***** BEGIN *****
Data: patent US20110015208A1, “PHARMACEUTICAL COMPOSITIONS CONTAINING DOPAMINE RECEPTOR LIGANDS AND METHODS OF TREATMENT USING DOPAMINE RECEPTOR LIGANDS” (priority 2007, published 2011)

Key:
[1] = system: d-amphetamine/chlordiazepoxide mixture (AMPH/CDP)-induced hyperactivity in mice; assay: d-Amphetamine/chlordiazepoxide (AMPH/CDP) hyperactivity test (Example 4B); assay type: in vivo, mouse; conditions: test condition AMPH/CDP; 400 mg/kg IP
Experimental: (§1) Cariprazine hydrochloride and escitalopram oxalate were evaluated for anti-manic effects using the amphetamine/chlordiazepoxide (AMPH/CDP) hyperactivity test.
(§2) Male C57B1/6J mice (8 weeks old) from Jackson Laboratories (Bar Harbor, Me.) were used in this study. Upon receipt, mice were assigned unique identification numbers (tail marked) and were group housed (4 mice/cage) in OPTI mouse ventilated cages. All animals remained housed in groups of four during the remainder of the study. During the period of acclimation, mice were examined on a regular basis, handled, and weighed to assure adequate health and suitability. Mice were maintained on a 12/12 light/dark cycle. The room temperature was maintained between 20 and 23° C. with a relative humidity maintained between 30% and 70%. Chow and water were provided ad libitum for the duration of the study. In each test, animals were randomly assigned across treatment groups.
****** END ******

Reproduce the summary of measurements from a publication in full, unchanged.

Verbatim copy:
Data: patent US20110015208A1, “PHARMACEUTICAL COMPOSITIONS CONTAINING DOPAMINE RECEPTOR LIGANDS AND METHODS OF TREATMENT USING DOPAMINE RECEPTOR LIGANDS” (priority 2007, published 2011)

Key:
[1] = system: d-amphetamine/chlordiazepoxide mixture (AMPH/CDP)-induced hyperactivity in mice; assay: d-Amphetamine/chlordiazepoxide (AMPH/CDP) hyperactivity test (Example 4B); assay type: in vivo, mouse; conditions: test condition AMPH/CDP; 400 mg/kg IP
Experimental: (§1) Cariprazine hydrochloride and escitalopram oxalate were evaluated for anti-manic effects using the amphetamine/chlordiazepoxide (AMPH/CDP) hyperactivity test.
(§2) Male C57B1/6J mice (8 weeks old) from Jackson Laboratories (Bar Harbor, Me.) were used in this study. Upon receipt, mice were assigned unique identification numbers (tail marked) and were group housed (4 mice/cage) in OPTI mouse ventilated cages. All animals remained housed in groups of four during the remainder of the study. During the period of acclimation, mice were examined on a regular basis, handled, and weighed to assure adequate health and suitability. Mice were maintained on a 12/12 light/dark cycle. The room temperature was maintained between 20 and 23° C. with a relative humidity maintained between 30% and 70%. Chow and water were provided ad libitum for the duration of the study. In each test, animals were randomly assigned across treatment groups.